Moving the carbon dioxide meter from the Y-piece, near the patient, to a position close to, or inside, the ventilator/anaesthetic unit may initially appear a relatively simple measure, since a location near the patient does cause some problems. There are a number of reasons, however, why this has not been possible before. First, the end tidal concentration of carbon dioxide has often been cited as one of the most important carbon dioxide parameters. For correct measurement of this parameter, measurement has been performed as close to the lungs as possible. It must also be remembered that expired gas fills the entire Y-piece and the expiratory tube, like a column of gas, during expiration. The diffusion of gas between breaths obliterates the sharp demarcations at the beginning and end of this gas column. With a system employing continuous flows of gas, i.e. bypass flow, existing gas in the patient tube and expiratory tube is indeed expelled, but it then mixes with gas, which does not occur in the common output of the Y-piece.
This therefore makes it impossible to measure the end tidal concentration of carbon dioxide in a single breath (respiration cycle) when the position of the carbon dioxide meter has been changed. It will be realized that any such change in the position of the carbon dioxide meter is by no means self-evident. A different method for the calculation of the parameters by the calculation unit, and the extraction of same from measurement values, has been needed. This is achieved by virtue of the calculation unit of the invention determining the parameters from values measured for flow and carbon dioxide concentration in at least two respiratory cycles. When the volume of gas in the expiratory tube and Y-piece and the delay until carbon dioxide measurement are known, diffusion in the column of gas can be determined, and the parameters can be corrected. It should be emphasized that continuous measurement throughout two respiratory cycles is not necessary for determining the parameters. Measurement during parts of the cycles is fully sufficient measurement during the measurement periods can be performed in a known manner, e.g. analog (continuous) measurement or digital measurement (with a predefined sampling rate).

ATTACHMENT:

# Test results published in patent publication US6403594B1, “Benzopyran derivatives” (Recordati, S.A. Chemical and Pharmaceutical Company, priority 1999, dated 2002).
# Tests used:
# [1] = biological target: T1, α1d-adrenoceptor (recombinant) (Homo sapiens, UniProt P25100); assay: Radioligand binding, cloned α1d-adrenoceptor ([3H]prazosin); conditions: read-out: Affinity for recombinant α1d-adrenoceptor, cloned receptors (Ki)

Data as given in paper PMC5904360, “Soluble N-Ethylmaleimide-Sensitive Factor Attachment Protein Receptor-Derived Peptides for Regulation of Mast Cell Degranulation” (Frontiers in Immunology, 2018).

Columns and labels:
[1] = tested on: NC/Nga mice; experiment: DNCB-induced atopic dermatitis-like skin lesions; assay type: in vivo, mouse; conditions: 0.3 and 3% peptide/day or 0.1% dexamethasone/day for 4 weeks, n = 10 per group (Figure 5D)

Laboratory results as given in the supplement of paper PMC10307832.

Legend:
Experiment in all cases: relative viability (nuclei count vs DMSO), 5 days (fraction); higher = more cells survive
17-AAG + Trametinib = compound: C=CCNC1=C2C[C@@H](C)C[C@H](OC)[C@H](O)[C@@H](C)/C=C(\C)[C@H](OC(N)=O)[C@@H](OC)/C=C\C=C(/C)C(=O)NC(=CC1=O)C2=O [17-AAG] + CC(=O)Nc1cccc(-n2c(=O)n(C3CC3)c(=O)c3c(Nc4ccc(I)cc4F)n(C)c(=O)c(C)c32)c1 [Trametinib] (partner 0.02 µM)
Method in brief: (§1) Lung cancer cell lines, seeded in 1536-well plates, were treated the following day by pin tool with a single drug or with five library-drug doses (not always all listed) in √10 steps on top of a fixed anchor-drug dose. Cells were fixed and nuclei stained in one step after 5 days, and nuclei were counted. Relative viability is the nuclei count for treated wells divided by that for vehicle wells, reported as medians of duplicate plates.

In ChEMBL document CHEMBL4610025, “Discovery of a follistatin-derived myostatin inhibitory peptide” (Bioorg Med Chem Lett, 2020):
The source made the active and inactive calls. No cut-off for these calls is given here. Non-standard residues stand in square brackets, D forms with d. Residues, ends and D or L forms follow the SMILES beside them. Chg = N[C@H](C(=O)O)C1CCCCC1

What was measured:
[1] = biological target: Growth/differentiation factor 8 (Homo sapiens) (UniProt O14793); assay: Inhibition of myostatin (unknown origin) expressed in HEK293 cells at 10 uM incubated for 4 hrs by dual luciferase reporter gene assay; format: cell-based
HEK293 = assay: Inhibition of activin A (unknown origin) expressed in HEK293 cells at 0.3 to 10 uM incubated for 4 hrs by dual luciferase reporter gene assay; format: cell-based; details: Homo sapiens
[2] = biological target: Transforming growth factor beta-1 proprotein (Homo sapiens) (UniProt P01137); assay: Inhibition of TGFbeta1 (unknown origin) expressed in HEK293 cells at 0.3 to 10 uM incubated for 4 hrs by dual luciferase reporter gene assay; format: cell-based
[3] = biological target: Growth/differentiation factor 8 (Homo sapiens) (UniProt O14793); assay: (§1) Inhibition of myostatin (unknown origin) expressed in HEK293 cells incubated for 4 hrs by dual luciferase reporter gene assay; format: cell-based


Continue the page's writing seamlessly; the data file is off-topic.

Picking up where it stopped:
A more sensitive carbon dioxide meter can be used when the carbon dioxide meter is placed inside the ventilator/anaesthetic unit.
Preferably the calculation unit is an integrator and the calculation unit determines a minute volume of carbon dioxide from the integral of the product of the measured carbon dioxide concentration and flow. Compared to known carbon dioxide meters and equipment, a direct product of carbon dioxide concentration and flow can be obtained with a system according to the invention. Since the carbon dioxide meter and flow meter are near each other, the product directly designates the concentration of carbon dioxide in the flow. The integral of the product yields the volume. As noted above, the measurement does not require all the values from two respiratory cycles.
The end tidal concentration, considered in the art as the most interesting parameter, can be determined in at least two ways by the system according to the invention.
The end tidal concentration of carbon dioxide in one breath can be determined as the peak carbon dioxide concentration, measured by the carbon dioxide meter, in the following breath. In principle, the contents of the expiratory tube and patient tube consist of a column of gas. In the final phase of an expiration, there is therefore a column of expired gas in the expiratory tube and the patient tube. During the next inspiration, fresh breathing gas flushes out part of the patient tube and is supplied to the patient. When the patient again exhales, a smaller column of fresh breathing gas, which does not contain any carbon dioxide, pushes the preceding breath's column of gas ahead of it through the ventilator unit and carbon dioxide meter. Measuring the peak value for carbon dioxide concentration in one expiration yields a good value for the end tidal concentration in the preceding breath. One small difference, compared to known measurement systems, may develop because of the diffusion of gas between different gas columns and because of mixing effects between gas columns, if any turbulence occurs. This is not a serious adverse effect, however, since the carbon dioxide curve in expiration rises relatively quickly, as shown in FIG. 1, to a level which is maintained throughout the rest of the expiration, so the true end tidal concentration (ETCO2) does not differ very much, even if there has been some mixture of expired gas and fresh gas. As already noted, diffusion can be determined and calculation of the end tidal concentration can thereby be corrected for that diffusion.